"I think we will stay with this polar bear for a while," Mats announces with a subdued flourish. We're going to double back, stay downwind, take shelter near a large iceberg, and wait for him to come to us. For the next hour we creep across the ice and then settle in to wait. As the sun pops out just in time to begin its long nod into sunset, the bear, still oblivious to our presence, starts heading straight toward us.
When he gets within 400 yards, I can make out his every movement; he stops to sniff the air, then lowers his massive head to the snow; every so often he rears up on his hind legs, then smashes his front paws into the ice, all 1,000 pounds of him shuddering from the impact. He moves with the casual grace that comes with being in complete control of one's environment, totally comfortable in the harshest climate imaginable. I am transfixed and unmoving for close to an hour, watching both an animal and a place so powerful and raw that humans will never conquer either – yet so fragile that the slightest change in climate can destroy both.
Beneath my many layers of clothing, I feel goose bumps rise on my skin. The sun strikes the mountains in the distance, washing them in frozen gold, while the ice glows a pastel pink and the open water shimmers blue. Eventually the bear gets a whiff of something – maybe a female in estrus, maybe a den of ringed seals – and heads off toward the evening shadows in pursuit, never having known – or cared – that we were even here.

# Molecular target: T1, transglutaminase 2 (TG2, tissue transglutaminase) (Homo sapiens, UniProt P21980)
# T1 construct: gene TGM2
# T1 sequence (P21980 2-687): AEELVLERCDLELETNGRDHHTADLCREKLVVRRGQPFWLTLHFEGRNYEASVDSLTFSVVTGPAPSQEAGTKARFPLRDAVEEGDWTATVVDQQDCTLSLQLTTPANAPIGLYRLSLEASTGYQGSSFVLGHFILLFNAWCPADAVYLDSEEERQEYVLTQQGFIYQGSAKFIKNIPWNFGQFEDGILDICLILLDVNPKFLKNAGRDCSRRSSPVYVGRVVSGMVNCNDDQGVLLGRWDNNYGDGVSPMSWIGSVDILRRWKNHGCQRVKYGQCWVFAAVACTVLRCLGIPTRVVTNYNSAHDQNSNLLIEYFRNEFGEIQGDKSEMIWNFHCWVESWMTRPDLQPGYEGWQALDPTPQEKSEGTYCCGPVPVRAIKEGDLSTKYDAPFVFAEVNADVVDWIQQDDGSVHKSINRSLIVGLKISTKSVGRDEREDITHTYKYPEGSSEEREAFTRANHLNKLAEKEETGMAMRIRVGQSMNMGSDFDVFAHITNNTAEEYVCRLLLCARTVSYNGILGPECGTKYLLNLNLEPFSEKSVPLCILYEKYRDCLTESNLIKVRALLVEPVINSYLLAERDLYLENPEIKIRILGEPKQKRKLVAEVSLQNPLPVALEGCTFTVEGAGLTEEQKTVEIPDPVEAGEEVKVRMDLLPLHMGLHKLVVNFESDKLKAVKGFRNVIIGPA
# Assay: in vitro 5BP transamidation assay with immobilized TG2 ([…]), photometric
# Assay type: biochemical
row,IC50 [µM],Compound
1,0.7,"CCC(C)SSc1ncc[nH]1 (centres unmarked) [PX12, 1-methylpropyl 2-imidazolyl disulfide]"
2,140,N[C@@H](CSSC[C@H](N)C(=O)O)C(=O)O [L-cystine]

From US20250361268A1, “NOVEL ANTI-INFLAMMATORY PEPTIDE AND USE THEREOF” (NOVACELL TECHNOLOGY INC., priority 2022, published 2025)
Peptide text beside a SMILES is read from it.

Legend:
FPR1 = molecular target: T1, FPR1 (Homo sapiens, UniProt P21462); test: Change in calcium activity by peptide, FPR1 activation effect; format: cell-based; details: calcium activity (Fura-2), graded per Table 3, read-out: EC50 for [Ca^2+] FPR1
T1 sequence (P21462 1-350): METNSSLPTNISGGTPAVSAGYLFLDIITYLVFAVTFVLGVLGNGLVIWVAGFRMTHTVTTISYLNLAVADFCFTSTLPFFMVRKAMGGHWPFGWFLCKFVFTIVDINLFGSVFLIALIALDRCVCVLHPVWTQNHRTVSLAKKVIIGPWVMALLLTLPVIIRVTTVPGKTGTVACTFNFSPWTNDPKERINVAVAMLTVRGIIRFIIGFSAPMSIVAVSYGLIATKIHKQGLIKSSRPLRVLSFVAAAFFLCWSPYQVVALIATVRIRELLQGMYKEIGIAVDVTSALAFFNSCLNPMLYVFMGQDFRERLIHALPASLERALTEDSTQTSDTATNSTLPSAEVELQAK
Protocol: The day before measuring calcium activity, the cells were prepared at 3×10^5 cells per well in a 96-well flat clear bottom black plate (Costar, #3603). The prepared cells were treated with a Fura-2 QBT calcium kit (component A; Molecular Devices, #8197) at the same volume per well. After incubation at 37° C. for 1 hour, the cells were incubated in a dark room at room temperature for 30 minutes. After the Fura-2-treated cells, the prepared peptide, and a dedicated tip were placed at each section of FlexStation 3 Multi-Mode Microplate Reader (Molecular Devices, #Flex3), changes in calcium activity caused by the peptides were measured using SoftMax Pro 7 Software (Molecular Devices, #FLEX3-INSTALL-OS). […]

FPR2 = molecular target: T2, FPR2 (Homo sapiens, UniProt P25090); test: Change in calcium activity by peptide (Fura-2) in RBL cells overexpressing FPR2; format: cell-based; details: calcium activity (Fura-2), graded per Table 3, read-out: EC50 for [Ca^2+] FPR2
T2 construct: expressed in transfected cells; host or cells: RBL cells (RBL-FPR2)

The Inuit have a word, iliyra, which means "the fear that accompanies awe." I think I'm feeling more the inverse – the awe that accompanies fear. But there's something else that Geoffrey Kent – the son of Abercrombie & Kent's founder and the man whose brainchild this trip has been – told me earlier, too: "When you finally spot one," he'd said, "the thrill of watching such a magnificent animal from close range makes you feel undeniably privileged." Having walked into this trip thinking of luxury and endured it thinking occasionally of death, I'm happy to settle on privilege – and iliyra – at its end.
How to Spot a Polar Bear in the Wild
There's no guarantee you'll see one, but these outfitters can make it easier.
Abercrombie & Kent
After arriving in Longyearbyen, you'll snowmobile, ski, and trek through the Svalbard archipelago along Spitsbergen's east coast, home to the world's last protected natural polar bear habitat. Expect 10 days of both luxury (the food and expert guiding) and occasional privation courtesy of Mother Nature (March and April, $13,995; abercrombiekent.com).
The outfitter's mobile tundra lodge – a snaking RV made of connected sleeping, dining, and lounging rooms – is the ideal vehicle for five-day bear-scouting trips around Churchill, Manitoba, known as the polar bear capital of the world. You'll also see Arctic hare and both silver and red fox (October and November, $5,995; expeditiontrips.com).
In 2012, the Kapitan Khlebnikov will return to work as an escort ship in the Russian Arctic. Until then you can book a cabin in the former Soviet icebreaker for cruises to the Northwest Passage; Tanquary Fjord; Ellesmere Island and Greenland; and Svalbard–Tanquary is best for polar bear sightings (August 3 to 18, $13,990; quarkexpeditions.com).